‘Tis paltry to be Caesar (even if he IS really hot)

In college I wrote a paper called “‘Tis paltry to be Caesar” taken from a line from Shakespeare’s Antony and Cleopatra, one of the plays I was writing about. It posited that Shakespeare was a closet feminist and I remember it fondly, not because it was a topic close to my heart (I went to college in the 90s and everything was postmodern, so the class centered on the Shakespearean “other”; I’ve never been much of a postmodernist myself) but because I actually put a lot of effort into it, which was rare. Regardless of why, I was very excited when I saw that the Royal Shakespeare Company was currently performing Antony and Cleopatra (with Patrick Stewart as Antony! “Engage…”) and treated myself to an orchestra ticket.

The production was amazing. It was one of, if not the best, performances I’ve ever seen of anything. The thing is, sure, I dig Cleopatra. She’s a feminist hero, according to my paper at least. The “feminine”, not the absence of masculinity but an entirely independent condition, is represented by Egypt and personified by Cleopatra. She’s the only one who dies a noble death on her own terms; the Romans all kill themselves from shame or fear. Poor Antony, lascivious and ultimately impotent, can’t even kill himself right. He lingers on for a while and begs his soldiers to finish him off. Cleopatra, however, decides she’s not going to be defeated and enslaved, so she dresses in her royal robes and crown and dramatically puts an asp to her breast to poison herself (and how cool is that? Note she doesn’t die on a “sword”. She dies nursing, the ultimate feminine act).

But, God help me, I’ve always had a thing for Caesar. I know he supposedly, in contrast to Cleopatra, represents the “masculine”, but I’ve always read his character to be detatched and logical and slightly baffled with all the debauchery going on around him. In a purely non-metaphorical light he seems to me to be looking at Antony’s eating, drinking and fornicating, and saying, “Hey, what the fuck? We have a world to run, remember? Can you please put the turkey leg down?” To me he is the least manipulative of all the characters, except for maybe Antony who’s just kind of dumb.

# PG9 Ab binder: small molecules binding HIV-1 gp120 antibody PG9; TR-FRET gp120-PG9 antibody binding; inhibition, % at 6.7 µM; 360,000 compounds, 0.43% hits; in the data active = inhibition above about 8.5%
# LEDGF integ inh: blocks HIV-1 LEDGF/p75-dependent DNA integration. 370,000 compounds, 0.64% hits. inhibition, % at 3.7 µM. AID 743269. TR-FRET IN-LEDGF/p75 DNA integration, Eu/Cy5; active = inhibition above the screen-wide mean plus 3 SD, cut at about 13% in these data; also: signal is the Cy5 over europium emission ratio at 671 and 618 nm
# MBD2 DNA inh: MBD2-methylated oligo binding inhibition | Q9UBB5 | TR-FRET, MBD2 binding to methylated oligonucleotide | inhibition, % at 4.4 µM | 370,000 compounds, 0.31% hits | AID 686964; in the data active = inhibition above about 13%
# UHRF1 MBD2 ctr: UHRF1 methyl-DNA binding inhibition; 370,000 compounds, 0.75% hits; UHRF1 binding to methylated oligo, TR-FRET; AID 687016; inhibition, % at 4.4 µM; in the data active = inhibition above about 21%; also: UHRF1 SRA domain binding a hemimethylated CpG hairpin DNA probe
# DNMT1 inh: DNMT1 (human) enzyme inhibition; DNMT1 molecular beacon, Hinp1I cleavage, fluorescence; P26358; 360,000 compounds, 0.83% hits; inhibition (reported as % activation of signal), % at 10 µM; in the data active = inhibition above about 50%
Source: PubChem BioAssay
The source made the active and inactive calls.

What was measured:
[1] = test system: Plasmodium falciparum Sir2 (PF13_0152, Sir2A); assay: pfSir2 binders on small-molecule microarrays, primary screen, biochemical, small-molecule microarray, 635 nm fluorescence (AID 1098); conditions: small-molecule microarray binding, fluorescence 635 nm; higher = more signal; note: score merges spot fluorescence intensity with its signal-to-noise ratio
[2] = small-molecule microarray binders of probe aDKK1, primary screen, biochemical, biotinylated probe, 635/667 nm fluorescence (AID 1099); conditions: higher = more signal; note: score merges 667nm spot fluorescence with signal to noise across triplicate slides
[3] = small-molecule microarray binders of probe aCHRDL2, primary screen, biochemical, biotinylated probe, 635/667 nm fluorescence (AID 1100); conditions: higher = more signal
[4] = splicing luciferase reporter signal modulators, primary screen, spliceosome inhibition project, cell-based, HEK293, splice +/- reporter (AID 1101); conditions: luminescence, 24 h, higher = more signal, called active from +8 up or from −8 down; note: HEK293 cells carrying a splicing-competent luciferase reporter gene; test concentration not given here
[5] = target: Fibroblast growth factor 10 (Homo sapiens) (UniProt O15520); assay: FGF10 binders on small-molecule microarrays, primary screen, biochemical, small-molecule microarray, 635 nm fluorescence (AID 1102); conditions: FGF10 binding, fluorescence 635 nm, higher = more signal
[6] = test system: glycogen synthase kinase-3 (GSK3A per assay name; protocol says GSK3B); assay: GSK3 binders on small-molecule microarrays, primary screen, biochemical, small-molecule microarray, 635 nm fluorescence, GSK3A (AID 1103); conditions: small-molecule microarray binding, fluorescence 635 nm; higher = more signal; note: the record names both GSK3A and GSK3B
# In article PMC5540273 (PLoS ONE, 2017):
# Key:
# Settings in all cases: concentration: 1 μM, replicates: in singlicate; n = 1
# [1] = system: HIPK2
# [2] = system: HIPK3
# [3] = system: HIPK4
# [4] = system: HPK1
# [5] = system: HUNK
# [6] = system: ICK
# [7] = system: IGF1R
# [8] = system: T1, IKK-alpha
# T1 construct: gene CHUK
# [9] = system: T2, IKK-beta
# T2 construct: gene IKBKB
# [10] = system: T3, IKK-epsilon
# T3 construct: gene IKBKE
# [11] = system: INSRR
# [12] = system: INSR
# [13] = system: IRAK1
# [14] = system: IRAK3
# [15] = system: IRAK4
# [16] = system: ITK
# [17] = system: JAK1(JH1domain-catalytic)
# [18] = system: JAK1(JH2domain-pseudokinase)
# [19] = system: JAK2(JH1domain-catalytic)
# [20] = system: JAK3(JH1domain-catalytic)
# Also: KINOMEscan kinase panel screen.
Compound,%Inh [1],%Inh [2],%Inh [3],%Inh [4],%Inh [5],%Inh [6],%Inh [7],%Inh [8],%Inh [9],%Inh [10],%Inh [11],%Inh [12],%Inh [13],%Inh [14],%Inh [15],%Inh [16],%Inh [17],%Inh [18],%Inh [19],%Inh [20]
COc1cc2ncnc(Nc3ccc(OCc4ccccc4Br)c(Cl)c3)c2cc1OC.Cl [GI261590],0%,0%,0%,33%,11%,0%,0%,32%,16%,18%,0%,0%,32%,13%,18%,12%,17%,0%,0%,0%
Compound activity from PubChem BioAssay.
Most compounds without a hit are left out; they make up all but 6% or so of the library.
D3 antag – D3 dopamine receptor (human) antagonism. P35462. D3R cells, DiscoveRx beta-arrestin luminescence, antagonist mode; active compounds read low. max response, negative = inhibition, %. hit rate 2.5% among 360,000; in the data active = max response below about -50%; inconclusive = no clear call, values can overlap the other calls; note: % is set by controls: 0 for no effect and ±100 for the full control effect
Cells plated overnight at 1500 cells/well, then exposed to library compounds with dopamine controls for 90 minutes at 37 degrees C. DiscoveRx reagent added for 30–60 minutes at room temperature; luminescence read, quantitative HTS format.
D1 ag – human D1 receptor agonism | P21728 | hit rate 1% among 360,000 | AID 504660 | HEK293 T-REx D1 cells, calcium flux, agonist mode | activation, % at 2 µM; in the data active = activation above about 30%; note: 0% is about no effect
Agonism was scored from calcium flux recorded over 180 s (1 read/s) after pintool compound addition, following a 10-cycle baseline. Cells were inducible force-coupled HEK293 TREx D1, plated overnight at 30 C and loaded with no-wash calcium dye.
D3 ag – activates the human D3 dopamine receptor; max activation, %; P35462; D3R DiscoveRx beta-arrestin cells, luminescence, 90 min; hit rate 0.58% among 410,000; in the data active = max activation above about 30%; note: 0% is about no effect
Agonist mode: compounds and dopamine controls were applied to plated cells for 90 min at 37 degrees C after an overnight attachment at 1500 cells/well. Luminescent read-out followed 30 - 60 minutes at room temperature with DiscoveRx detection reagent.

Caesar in this production was played as young, slightly awkward and hypersensitive. And hot, although that’s probably just incidental to the actor. His name is John Hopkins and if you ever have a chance to see him in anything (even without Patrick Stewart) you should do it.

This production was the real thing. I’ve never seen Shakespeare performed with such fluency, such skill, which makes sense because, you know, it is the Royal Shakespeare Company. It was the coolest thing I’ve seen since I’ve been here. This is why I moved to London.

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~ by kellly333 on January 17, 2007.

7 Responses to “‘Tis paltry to be Caesar (even if he IS really hot)”

  1. Truly I am jealous. Now you’re just rubbing it in. In the states we get treated to the likes of Leonoardo Dicaprio and Katie Holmes doing Midsummer Night’s Dream. You get Patrick Stewart doing A&C.

  2. Albany, postmodern? Never! And may I add, that your blog is incredibly well written. I enjoy your semicolon usage.

  3. I do kind of have a fetish for semicolons.

  4. This blog is one of my new daily pleasures.

  5. Now if you master the ellipsis and other extant diacritcal marks I will be REALLY impressed!

  6. I am getting impatient. Please post more!

  7. I dun seen that one with my mum. Why you say nothing of Harriet Walter? She was a-w-e-s-o-m-e too.

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